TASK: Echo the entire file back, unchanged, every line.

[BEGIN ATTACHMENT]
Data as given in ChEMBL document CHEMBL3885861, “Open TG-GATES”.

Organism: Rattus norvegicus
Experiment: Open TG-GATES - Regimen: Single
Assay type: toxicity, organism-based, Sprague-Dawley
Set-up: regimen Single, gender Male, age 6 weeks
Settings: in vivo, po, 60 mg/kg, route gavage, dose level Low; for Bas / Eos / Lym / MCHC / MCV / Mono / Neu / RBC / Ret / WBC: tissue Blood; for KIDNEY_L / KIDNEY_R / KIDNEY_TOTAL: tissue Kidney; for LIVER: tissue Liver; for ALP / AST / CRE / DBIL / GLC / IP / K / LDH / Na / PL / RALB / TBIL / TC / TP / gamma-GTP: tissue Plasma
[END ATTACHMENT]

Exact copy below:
Data as given in ChEMBL document CHEMBL3885861, “Open TG-GATES”.

Organism: Rattus norvegicus
Experiment: Open TG-GATES - Regimen: Single
Assay type: toxicity, organism-based, Sprague-Dawley
Set-up: regimen Single, gender Male, age 6 weeks
Settings: in vivo, po, 60 mg/kg, route gavage, dose level Low; for Bas / Eos / Lym / MCHC / MCV / Mono / Neu / RBC / Ret / WBC: tissue Blood; for KIDNEY_L / KIDNEY_R / KIDNEY_TOTAL: tissue Kidney; for LIVER: tissue Liver; for ALP / AST / CRE / DBIL / GLC / IP / K / LDH / Na / PL / RALB / TBIL / TC / TP / gamma-GTP: tissue Plasma